THE WILD SIDE
Guest Column by Maria de Bruyn
Since 2015, it has been my privilege to participate in a citizen science project run by the Smithsonian Institute called Neighborhood Nestwatch. Every year, a local scientist visits my yard, sets up mist nets and sets out to capture one or more individuals of the following avian species: American robins, Carolina chickadees, Carolina wrens, gray catbirds, house wrens, Northern cardinals and Northern mockingbirds.
So far, I’ve had 28 birds banded in the project, including all the target species except the clever mockingbirds who always avoid the net: robins (2 individuals), chickadees (3), Carolina wrens (6), gray catbirds (4), house wrens (2) and Northern cardinals (11).
The mist nets are put up early in the morning before the sun shines too brightly on them. They are then more difficult to see and the birds (theoretically) may more easily fly into them. If the snared bird remains still, it won’t get too tangled up and can be removed easily from the net. If they struggle, they can become very enmeshed and it takes longer to extract them — very occasionally requiring netting to be cut.
Occasionally, a “non-target” bird is caught, such as a red-bellied woodpecker, a blue jay or an American crow. The woodpecker was very angry and managed to draw blood from the bird bander; I spoke to the crow and s/he calmed down and stayed pretty still until all the netting had been removed.
Some birds are very clever at avoiding the net. Others are really quick movers and especially the house wrens managed to escape twice before the scientific measurements could be made. Each bird is weighed, the sex is determined if possible, the length of the tail is determined, as well as the bird’s overall condition and breeding condition.
A feather is removed to be sent to the Smithsonian lab and then the leg bands are placed. Then the bird is released and in previous years, I was able to let them each go.
Each bird has a different combination of colored bands so that the citizen scientist can determine which birds are seen again. We go to a website that lists all of our banded birds and when we see one again, we can enter the date and any details that might be of interest.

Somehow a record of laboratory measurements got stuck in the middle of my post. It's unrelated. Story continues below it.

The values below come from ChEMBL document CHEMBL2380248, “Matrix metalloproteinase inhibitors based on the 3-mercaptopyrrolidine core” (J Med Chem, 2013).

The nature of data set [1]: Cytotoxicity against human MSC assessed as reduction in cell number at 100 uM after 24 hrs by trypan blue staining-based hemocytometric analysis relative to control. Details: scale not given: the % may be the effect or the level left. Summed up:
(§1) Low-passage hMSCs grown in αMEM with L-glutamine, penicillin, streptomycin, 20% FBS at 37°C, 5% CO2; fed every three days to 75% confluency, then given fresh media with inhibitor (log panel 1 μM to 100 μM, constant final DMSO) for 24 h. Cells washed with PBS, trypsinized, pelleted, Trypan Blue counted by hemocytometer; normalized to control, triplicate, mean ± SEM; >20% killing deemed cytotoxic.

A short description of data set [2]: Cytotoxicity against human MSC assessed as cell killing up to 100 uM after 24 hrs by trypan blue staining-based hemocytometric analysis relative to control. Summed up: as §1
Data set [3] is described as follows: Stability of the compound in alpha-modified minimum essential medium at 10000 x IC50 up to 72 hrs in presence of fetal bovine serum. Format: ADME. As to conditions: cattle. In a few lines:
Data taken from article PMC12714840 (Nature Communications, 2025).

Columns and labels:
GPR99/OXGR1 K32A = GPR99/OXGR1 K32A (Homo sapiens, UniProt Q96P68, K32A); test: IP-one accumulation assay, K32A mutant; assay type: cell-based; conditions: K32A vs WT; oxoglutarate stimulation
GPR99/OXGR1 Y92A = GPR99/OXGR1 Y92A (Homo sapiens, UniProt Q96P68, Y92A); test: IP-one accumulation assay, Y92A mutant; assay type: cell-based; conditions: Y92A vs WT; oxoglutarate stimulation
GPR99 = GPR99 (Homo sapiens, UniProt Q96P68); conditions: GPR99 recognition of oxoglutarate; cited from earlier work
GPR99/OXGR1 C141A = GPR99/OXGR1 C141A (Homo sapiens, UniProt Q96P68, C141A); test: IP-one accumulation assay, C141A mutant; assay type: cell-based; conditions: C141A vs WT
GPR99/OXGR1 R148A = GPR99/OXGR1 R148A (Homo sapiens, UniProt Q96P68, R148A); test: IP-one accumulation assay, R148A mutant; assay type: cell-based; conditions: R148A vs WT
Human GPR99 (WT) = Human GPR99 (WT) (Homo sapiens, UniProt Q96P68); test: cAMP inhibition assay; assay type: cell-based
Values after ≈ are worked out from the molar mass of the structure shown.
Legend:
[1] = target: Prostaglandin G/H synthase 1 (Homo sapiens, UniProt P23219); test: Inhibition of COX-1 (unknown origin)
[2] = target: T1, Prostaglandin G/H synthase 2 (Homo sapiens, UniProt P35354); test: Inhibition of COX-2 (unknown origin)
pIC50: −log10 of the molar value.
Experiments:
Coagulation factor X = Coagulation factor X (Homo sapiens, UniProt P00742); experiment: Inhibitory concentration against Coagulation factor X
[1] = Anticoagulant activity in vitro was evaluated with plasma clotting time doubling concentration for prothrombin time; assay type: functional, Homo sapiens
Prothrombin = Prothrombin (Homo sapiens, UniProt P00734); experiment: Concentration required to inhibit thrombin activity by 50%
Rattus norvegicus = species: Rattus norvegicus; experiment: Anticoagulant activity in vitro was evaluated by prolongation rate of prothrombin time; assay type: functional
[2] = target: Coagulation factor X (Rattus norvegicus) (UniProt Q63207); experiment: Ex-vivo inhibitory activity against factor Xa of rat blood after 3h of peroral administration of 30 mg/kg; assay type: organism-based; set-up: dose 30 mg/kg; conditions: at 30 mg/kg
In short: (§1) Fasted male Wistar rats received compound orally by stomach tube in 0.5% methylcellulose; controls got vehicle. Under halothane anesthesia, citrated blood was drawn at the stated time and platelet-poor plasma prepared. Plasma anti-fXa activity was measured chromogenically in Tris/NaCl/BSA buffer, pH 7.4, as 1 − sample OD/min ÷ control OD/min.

We also watch out for nests and record as much data from them as is feasible: when constructed, how many eggs were laid, how many eggs hatched and how many babies fledged. The nest may belong to banded birds, but the project also accepts data on nests from other birds as well.
The rationale for the project is described by the Smithsonian Institute as follows: “The data [that participants] collect reflects how long a bird lived in their yard and the surrounding area. Data recorded about a bird’s nest sheds light on how well birds are able to reproduce within an area. By submitting their observations, participants help Smithsonian Migratory Bird Center scientists understand how successfully different species are surviving across a range of environments that are impacted by people.”
After banding, I don’t always see every bird again. It doesn’t mean they have migrated or died, however.
Each year, I take a walk with the bird bander in the nearby neighborhood and s/he helps look for birds in other yards. That way I have discovered a female cardinal who had been banded a couple years earlier and this year the bird bander sighted a male cardinal who had been one of the first birds banded in 2015!
I’ve given names to the birds and the ones who visit (semi-) regularly have become like “old friends.” It’s very cool when one decides to return, and I hope to be able to continue with this project for some time to come!
Maria de Bruyn participates in several bird-focused citizen science projects, volunteers at Mason Farm Biological Reserve and writes a blog focusing on wildlife at https://mybeautifulworldblog.com